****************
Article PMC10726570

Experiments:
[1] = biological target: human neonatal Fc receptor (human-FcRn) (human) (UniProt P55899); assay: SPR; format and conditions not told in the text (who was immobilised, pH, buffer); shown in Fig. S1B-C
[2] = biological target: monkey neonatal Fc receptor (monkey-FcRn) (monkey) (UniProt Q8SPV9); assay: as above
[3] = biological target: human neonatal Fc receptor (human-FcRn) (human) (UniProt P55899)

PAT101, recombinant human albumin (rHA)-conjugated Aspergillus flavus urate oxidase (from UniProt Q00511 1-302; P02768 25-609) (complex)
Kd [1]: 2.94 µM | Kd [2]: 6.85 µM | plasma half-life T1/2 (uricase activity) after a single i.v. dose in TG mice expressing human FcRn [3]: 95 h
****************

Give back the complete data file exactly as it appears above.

Article PMC10726570

Experiments:
[1] = biological target: human neonatal Fc receptor (human-FcRn) (human) (UniProt P55899); assay: SPR; format and conditions not told in the text (who was immobilised, pH, buffer); shown in Fig. S1B-C
[2] = biological target: monkey neonatal Fc receptor (monkey-FcRn) (monkey) (UniProt Q8SPV9); assay: as above
[3] = biological target: human neonatal Fc receptor (human-FcRn) (human) (UniProt P55899)

PAT101, recombinant human albumin (rHA)-conjugated Aspergillus flavus urate oxidase (from UniProt Q00511 1-302; P02768 25-609) (complex)
Kd [1]: 2.94 µM | Kd [2]: 6.85 µM | plasma half-life T1/2 (uricase activity) after a single i.v. dose in TG mice expressing human FcRn [3]: 95 h